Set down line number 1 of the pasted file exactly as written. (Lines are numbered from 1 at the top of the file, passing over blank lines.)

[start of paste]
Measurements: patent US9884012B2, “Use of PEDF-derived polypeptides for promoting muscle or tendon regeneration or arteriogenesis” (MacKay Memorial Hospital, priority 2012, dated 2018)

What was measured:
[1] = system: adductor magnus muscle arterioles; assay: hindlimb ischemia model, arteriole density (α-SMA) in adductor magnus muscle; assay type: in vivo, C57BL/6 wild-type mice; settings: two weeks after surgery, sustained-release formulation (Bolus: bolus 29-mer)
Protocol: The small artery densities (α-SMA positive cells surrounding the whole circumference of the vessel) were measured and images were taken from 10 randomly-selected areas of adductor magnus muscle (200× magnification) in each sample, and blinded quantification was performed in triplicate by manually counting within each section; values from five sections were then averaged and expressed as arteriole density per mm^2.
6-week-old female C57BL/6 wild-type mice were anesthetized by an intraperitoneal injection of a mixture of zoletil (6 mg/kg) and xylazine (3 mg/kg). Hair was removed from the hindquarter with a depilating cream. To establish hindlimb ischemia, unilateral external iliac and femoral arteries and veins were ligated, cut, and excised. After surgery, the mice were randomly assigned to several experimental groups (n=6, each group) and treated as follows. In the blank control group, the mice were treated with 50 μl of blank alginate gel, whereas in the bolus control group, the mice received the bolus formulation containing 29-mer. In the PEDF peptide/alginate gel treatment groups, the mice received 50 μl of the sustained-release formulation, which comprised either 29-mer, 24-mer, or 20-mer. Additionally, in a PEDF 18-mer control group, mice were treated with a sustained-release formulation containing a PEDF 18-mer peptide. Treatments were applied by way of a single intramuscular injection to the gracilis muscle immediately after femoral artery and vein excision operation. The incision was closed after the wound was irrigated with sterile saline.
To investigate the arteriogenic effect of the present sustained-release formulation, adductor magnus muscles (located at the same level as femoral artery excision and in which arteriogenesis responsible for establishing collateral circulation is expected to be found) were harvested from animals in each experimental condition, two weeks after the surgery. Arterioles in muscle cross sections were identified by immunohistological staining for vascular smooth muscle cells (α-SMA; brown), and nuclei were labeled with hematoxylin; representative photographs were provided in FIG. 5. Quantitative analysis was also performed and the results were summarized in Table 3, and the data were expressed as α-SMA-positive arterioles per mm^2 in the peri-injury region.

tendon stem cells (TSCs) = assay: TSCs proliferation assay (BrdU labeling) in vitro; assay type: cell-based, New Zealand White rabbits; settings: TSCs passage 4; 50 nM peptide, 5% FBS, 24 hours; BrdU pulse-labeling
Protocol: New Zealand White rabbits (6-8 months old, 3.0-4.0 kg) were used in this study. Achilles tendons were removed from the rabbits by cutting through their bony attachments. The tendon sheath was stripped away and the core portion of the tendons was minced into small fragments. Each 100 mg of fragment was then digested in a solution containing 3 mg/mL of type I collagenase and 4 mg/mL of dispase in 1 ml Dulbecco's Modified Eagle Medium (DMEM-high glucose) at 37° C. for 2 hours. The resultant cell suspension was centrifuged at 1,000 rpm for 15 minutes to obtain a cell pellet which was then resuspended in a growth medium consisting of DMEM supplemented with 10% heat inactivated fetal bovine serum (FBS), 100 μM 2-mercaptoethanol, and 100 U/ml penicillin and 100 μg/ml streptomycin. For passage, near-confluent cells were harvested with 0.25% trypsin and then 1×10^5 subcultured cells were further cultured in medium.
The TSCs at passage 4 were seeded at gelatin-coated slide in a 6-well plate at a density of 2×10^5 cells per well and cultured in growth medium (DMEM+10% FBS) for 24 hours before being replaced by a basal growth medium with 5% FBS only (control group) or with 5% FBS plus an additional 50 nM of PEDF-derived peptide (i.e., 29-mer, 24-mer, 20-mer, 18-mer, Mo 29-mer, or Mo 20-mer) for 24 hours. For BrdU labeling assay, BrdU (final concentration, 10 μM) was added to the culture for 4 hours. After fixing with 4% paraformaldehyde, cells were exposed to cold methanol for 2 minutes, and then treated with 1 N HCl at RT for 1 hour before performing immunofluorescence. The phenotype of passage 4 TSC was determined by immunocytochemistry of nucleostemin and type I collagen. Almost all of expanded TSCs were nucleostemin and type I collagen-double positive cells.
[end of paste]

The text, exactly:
Measurements: patent US9884012B2, “Use of PEDF-derived polypeptides for promoting muscle or tendon regeneration or arteriogenesis” (MacKay Memorial Hospital, priority 2012, dated 2018)